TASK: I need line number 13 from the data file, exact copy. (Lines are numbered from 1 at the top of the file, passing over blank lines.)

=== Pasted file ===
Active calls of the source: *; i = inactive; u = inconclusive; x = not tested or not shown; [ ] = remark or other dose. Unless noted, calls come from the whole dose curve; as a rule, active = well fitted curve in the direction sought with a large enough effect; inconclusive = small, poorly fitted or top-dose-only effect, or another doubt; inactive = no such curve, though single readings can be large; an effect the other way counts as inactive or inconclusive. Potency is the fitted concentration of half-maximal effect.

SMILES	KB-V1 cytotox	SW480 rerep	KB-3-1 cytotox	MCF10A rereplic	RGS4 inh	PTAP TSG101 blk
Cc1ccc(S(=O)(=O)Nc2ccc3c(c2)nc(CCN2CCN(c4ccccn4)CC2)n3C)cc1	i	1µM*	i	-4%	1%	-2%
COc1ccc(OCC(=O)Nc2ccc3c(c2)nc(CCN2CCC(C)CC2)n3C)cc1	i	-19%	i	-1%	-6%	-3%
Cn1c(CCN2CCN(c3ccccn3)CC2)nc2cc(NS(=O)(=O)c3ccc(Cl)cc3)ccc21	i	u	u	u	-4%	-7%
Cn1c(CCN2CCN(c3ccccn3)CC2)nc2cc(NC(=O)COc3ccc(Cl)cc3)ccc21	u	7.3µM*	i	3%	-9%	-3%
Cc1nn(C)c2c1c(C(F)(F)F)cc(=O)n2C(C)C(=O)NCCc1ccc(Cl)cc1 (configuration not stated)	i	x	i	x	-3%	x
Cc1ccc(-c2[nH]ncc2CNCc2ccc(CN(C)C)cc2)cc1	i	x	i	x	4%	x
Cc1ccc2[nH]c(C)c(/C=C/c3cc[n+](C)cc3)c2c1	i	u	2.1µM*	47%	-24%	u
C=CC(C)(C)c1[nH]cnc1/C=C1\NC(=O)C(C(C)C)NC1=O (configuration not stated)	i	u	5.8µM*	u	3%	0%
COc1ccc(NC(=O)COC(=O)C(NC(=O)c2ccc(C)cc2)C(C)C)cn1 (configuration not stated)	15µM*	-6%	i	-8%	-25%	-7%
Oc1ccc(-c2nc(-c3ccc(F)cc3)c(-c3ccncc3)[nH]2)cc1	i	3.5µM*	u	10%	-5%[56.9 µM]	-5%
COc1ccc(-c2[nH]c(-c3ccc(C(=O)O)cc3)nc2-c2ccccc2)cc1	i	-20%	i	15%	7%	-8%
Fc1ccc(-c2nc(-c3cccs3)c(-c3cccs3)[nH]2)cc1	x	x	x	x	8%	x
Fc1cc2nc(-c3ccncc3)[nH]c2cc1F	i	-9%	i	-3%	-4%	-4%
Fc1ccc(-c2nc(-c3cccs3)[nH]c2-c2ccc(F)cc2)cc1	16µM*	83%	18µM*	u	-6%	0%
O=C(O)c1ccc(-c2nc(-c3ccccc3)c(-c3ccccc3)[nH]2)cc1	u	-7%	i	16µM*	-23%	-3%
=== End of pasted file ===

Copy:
COc1ccc(-c2[nH]c(-c3ccc(C(=O)O)cc3)nc2-c2ccccc2)cc1	i	-20%	i	15%	7%	-8%